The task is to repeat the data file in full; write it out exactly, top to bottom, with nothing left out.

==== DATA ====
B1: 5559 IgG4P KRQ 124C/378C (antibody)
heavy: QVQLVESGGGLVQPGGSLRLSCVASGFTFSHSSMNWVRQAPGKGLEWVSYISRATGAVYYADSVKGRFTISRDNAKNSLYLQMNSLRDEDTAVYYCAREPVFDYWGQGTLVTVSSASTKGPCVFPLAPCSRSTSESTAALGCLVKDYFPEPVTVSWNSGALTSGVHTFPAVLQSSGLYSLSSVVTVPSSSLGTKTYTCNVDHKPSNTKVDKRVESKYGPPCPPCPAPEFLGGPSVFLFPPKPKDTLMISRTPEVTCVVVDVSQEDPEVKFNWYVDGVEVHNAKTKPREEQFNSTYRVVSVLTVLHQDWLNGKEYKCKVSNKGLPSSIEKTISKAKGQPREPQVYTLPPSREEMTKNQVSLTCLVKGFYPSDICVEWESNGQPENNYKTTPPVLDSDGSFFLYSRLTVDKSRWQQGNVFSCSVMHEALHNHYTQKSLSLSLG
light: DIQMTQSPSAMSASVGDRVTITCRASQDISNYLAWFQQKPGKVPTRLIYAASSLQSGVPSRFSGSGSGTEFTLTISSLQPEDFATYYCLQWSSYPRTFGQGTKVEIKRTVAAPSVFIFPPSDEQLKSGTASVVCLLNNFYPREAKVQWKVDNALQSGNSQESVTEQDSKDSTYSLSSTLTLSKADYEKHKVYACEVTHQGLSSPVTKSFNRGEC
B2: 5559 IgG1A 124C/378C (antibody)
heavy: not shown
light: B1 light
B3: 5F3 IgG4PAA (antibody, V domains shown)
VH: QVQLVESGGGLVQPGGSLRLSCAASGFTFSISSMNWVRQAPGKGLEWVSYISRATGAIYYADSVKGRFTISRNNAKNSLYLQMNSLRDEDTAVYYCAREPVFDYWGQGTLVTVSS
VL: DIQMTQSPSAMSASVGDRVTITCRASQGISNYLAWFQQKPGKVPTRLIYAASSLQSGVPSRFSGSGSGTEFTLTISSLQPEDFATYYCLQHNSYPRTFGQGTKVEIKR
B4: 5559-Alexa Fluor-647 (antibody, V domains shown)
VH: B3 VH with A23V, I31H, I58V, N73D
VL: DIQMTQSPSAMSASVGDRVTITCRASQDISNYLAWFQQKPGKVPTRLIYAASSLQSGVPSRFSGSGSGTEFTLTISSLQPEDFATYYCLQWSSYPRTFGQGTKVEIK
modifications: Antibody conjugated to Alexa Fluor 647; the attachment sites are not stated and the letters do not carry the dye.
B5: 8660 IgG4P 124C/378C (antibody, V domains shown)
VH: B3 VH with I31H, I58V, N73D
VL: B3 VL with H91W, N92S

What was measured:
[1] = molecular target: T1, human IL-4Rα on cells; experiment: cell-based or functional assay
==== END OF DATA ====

B1: 5559 IgG4P KRQ 124C/378C (antibody)
heavy: QVQLVESGGGLVQPGGSLRLSCVASGFTFSHSSMNWVRQAPGKGLEWVSYISRATGAVYYADSVKGRFTISRDNAKNSLYLQMNSLRDEDTAVYYCAREPVFDYWGQGTLVTVSSASTKGPCVFPLAPCSRSTSESTAALGCLVKDYFPEPVTVSWNSGALTSGVHTFPAVLQSSGLYSLSSVVTVPSSSLGTKTYTCNVDHKPSNTKVDKRVESKYGPPCPPCPAPEFLGGPSVFLFPPKPKDTLMISRTPEVTCVVVDVSQEDPEVKFNWYVDGVEVHNAKTKPREEQFNSTYRVVSVLTVLHQDWLNGKEYKCKVSNKGLPSSIEKTISKAKGQPREPQVYTLPPSREEMTKNQVSLTCLVKGFYPSDICVEWESNGQPENNYKTTPPVLDSDGSFFLYSRLTVDKSRWQQGNVFSCSVMHEALHNHYTQKSLSLSLG
light: DIQMTQSPSAMSASVGDRVTITCRASQDISNYLAWFQQKPGKVPTRLIYAASSLQSGVPSRFSGSGSGTEFTLTISSLQPEDFATYYCLQWSSYPRTFGQGTKVEIKRTVAAPSVFIFPPSDEQLKSGTASVVCLLNNFYPREAKVQWKVDNALQSGNSQESVTEQDSKDSTYSLSSTLTLSKADYEKHKVYACEVTHQGLSSPVTKSFNRGEC
B2: 5559 IgG1A 124C/378C (antibody)
heavy: not shown
light: B1 light
B3: 5F3 IgG4PAA (antibody, V domains shown)
VH: QVQLVESGGGLVQPGGSLRLSCAASGFTFSISSMNWVRQAPGKGLEWVSYISRATGAIYYADSVKGRFTISRNNAKNSLYLQMNSLRDEDTAVYYCAREPVFDYWGQGTLVTVSS
VL: DIQMTQSPSAMSASVGDRVTITCRASQGISNYLAWFQQKPGKVPTRLIYAASSLQSGVPSRFSGSGSGTEFTLTISSLQPEDFATYYCLQHNSYPRTFGQGTKVEIKR
B4: 5559-Alexa Fluor-647 (antibody, V domains shown)
VH: B3 VH with A23V, I31H, I58V, N73D
VL: DIQMTQSPSAMSASVGDRVTITCRASQDISNYLAWFQQKPGKVPTRLIYAASSLQSGVPSRFSGSGSGTEFTLTISSLQPEDFATYYCLQWSSYPRTFGQGTKVEIK
modifications: Antibody conjugated to Alexa Fluor 647; the attachment sites are not stated and the letters do not carry the dye.
B5: 8660 IgG4P 124C/378C (antibody, V domains shown)
VH: B3 VH with I31H, I58V, N73D
VL: B3 VL with H91W, N92S

What was measured:
[1] = molecular target: T1, human IL-4Rα on cells; experiment: cell-based or functional assay